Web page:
I Love to Laugh, by Deb Meredith

_mg_4081_ppI love funny books. Not ones that are archly funny, always examining whether or not they’re funny all the time, but ones that seem to effortlessly reveal a hilarious new angle on life. I enjoy David Sedaris (his description of taking French in Paris is the best) and Bill Bryson’s take on American culture. They often are laughing at themselves as much as the people around them. And I always try to inject a little humor in the mysteries that I write (mostly making fun of hipsters).

But the best way to enjoy a funny book, to really laugh, is to read it out loud. Every Christmas Eve, my family sits around the living room after dinner and reads aloud from winter/seasonal literature that we’ve chosen to share and sings Christmas Carols. I love this tradition. It’s way more fun then the presents. Every year we have the usual stuff (my step-father reads an excerpt from the bible), and we often fall back on old favorites. Laura Ingalls Wilder writes some great Christmas chapters, and the story of catching the giant Christmas tree in A TREE GROWS IN BROOKLYN always makes me laugh (and makes me teary). But it’s always “Ashtray Christmas” that really gets to me.

If you’ve never read CHEAPER BY THE DOZEN, then you’ve really missed out. It’s a great book (and no, I haven’t bothered to see the movie—I know it’s not the same). Two efficiency experts have twelve kids and much hilarity ensues. And the book BELLES ON THEIR TOES continues the Gilbreth family’s adventures. It is their first Christmas without their father and one of the boys decides he’s old enough to buy his own Christmas presents for everyone in the family. So 12 strange shaped packages appear under the tree. No one can guess what the presents are, even though his sister and mother are great snoopers.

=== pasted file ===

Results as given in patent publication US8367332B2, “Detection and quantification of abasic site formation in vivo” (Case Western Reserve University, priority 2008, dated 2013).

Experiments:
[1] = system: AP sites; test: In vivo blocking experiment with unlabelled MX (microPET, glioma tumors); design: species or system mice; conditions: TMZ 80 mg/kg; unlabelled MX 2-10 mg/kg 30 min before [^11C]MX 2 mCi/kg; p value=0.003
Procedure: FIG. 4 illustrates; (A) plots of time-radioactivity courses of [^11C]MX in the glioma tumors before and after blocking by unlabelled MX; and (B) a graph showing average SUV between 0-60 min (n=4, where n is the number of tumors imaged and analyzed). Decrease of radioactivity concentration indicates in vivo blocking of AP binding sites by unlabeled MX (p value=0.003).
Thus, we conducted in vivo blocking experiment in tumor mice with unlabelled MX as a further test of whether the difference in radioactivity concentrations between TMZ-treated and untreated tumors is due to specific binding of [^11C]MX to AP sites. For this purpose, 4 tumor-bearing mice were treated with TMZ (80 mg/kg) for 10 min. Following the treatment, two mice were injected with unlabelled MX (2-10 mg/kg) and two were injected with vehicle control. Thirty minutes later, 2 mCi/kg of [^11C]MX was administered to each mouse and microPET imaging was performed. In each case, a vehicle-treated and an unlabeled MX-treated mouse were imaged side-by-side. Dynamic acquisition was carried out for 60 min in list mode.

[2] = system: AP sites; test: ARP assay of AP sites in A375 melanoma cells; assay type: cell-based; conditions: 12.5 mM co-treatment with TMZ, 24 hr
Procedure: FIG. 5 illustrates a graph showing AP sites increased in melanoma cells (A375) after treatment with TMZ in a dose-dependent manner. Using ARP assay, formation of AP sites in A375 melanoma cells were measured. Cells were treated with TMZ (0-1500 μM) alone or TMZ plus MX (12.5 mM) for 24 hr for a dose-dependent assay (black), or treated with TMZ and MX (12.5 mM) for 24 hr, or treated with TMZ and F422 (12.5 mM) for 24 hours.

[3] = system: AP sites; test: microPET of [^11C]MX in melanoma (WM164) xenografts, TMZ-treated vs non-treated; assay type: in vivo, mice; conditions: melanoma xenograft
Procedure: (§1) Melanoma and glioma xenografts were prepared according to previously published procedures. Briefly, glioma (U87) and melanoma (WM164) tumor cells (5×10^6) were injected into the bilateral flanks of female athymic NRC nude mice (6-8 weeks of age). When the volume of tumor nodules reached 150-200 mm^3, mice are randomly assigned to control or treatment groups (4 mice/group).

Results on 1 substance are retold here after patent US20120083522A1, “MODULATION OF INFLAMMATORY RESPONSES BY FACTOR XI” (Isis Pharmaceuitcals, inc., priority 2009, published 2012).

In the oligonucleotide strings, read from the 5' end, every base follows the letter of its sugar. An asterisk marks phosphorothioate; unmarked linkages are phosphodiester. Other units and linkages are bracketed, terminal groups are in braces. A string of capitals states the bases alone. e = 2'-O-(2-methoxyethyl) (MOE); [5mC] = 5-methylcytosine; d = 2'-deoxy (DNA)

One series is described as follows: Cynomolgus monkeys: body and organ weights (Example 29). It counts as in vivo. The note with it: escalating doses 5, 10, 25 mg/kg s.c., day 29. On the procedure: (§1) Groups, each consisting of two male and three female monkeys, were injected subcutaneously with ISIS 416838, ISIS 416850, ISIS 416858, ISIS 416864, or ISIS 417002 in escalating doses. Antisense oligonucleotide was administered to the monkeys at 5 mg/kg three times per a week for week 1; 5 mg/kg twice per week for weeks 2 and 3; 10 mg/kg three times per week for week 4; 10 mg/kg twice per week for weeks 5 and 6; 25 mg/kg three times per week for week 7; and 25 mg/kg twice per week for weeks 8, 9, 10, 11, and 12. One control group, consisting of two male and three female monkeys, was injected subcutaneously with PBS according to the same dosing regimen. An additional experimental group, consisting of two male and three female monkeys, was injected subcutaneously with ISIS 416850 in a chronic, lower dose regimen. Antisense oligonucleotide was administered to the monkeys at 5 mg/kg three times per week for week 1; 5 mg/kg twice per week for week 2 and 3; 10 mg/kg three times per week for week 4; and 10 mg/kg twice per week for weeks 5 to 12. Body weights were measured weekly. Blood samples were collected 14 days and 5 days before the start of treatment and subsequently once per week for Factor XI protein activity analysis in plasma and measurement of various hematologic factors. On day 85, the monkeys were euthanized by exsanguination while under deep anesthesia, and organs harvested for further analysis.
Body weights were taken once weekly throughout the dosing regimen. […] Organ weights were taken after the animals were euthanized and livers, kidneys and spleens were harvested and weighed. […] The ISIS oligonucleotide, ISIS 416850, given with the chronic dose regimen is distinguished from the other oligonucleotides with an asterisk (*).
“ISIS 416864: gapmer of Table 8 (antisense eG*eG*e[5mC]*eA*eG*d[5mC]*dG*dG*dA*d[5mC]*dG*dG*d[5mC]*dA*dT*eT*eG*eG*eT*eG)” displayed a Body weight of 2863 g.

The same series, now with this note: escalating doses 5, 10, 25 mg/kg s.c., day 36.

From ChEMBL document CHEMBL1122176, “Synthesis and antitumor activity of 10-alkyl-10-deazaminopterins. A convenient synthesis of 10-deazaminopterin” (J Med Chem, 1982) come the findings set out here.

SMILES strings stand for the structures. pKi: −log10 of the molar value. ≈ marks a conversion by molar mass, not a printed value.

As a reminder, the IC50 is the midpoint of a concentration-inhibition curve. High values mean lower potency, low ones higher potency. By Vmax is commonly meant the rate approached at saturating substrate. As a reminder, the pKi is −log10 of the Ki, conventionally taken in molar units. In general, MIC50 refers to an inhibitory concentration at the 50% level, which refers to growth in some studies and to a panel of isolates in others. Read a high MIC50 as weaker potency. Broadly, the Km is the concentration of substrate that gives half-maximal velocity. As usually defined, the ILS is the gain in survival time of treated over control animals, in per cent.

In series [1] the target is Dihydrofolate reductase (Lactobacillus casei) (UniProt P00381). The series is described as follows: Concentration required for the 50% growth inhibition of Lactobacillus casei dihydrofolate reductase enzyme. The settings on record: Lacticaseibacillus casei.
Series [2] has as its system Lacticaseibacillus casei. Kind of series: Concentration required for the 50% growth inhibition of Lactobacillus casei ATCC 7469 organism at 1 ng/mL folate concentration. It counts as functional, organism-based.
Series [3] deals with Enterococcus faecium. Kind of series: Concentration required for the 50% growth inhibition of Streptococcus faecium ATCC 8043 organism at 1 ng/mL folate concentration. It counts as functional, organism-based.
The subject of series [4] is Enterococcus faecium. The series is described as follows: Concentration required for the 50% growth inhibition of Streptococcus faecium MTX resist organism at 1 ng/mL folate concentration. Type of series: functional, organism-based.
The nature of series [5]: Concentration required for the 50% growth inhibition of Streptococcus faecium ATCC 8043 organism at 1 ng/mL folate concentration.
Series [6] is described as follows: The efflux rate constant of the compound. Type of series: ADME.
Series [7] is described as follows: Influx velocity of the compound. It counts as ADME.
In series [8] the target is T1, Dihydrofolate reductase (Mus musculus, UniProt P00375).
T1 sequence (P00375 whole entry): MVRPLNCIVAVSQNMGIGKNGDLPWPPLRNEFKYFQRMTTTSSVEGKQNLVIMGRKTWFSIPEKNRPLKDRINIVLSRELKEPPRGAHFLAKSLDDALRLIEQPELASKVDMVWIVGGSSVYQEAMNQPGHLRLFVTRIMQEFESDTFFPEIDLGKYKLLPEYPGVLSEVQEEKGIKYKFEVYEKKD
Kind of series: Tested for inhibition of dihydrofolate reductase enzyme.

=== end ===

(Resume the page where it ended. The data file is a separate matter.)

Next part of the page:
The story of Dan’s presents is so funny and poignant, no one in my family can possibly finish the reading on their own. As the first present is unwrapped revealing the most hideous ashtray in the world… I collapse into hysterics. The book must be then passed several times when the reader (myself, my brother, my mother…) each starts laughing, and of course each of the listeners can’t stop laughing either. But somehow we make it through, sing another carol, and reward ourselves with a big Christmas cookie feast.

What have YOU read lately that has been laugh out loud funny? Please share!

13 Replies to “I Love to Laugh, by Deb Meredith”

  1. Oh, how lovely! I have such wonderful memories of the Laura Ingalls Wilder books, especially the Christmas chapters. Not only were they fascinating and heartwarming and sweet, but it always reminded me how lucky we were. True, our family wasn’t wealthy by any means, but to consider Laura counted herself blessed to have cakes made with white sugar instead of brown, and an orange in her stocking, always brought me down to earth. I can’t wait to pass on those books to my daughter (and son, if he’s interested!)